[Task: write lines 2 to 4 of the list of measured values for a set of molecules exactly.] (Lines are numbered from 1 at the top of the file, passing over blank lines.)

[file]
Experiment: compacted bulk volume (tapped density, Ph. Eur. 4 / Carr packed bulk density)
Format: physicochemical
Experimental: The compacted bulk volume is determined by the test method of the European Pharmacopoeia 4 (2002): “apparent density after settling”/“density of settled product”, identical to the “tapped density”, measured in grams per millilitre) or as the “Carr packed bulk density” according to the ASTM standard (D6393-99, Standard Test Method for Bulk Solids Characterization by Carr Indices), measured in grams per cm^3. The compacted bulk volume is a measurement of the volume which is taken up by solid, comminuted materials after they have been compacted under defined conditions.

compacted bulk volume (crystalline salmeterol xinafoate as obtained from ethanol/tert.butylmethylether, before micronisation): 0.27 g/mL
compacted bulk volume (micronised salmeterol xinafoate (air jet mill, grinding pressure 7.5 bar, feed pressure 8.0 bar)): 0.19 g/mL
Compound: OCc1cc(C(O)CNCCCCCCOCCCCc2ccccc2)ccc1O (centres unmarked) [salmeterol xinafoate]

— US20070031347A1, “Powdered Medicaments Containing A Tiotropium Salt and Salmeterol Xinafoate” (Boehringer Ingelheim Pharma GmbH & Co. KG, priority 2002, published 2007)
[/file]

Format: physicochemical
Experimental: The compacted bulk volume is determined by the test method of the European Pharmacopoeia 4 (2002): “apparent density after settling”/“density of settled product”, identical to the “tapped density”, measured in grams per millilitre) or as the “Carr packed bulk density” according to the ASTM standard (D6393-99, Standard Test Method for Bulk Solids Characterization by Carr Indices), measured in grams per cm^3. The compacted bulk volume is a measurement of the volume which is taken up by solid, comminuted materials after they have been compacted under defined conditions.

compacted bulk volume (crystalline salmeterol xinafoate as obtained from ethanol/tert.butylmethylether, before micronisation): 0.27 g/mL